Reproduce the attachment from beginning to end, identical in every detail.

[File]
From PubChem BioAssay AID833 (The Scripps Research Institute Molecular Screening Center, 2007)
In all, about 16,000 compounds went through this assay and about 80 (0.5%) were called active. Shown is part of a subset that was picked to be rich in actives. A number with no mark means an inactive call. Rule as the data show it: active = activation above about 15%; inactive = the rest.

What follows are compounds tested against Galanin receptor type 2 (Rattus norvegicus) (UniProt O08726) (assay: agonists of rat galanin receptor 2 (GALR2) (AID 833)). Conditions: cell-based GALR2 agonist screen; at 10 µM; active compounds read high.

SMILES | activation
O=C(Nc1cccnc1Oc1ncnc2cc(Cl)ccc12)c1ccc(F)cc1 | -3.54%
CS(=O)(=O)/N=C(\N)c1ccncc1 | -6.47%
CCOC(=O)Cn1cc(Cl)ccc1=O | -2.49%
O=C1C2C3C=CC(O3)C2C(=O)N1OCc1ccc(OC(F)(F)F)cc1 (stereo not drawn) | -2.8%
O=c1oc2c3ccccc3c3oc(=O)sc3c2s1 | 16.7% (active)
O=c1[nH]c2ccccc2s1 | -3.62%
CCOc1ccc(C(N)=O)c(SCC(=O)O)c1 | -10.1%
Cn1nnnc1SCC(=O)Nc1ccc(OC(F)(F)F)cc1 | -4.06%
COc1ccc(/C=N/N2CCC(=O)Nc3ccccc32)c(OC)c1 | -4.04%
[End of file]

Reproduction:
From PubChem BioAssay AID833 (The Scripps Research Institute Molecular Screening Center, 2007)
In all, about 16,000 compounds went through this assay and about 80 (0.5%) were called active. Shown is part of a subset that was picked to be rich in actives. A number with no mark means an inactive call. Rule as the data show it: active = activation above about 15%; inactive = the rest.

What follows are compounds tested against Galanin receptor type 2 (Rattus norvegicus) (UniProt O08726) (assay: agonists of rat galanin receptor 2 (GALR2) (AID 833)). Conditions: cell-based GALR2 agonist screen; at 10 µM; active compounds read high.

SMILES | activation
O=C(Nc1cccnc1Oc1ncnc2cc(Cl)ccc12)c1ccc(F)cc1 | -3.54%
CS(=O)(=O)/N=C(\N)c1ccncc1 | -6.47%
CCOC(=O)Cn1cc(Cl)ccc1=O | -2.49%
O=C1C2C3C=CC(O3)C2C(=O)N1OCc1ccc(OC(F)(F)F)cc1 (stereo not drawn) | -2.8%
O=c1oc2c3ccccc3c3oc(=O)sc3c2s1 | 16.7% (active)
O=c1[nH]c2ccccc2s1 | -3.62%
CCOc1ccc(C(N)=O)c(SCC(=O)O)c1 | -10.1%
Cn1nnnc1SCC(=O)Nc1ccc(OC(F)(F)F)cc1 | -4.06%
COc1ccc(/C=N/N2CCC(=O)Nc3ccccc32)c(OC)c1 | -4.04%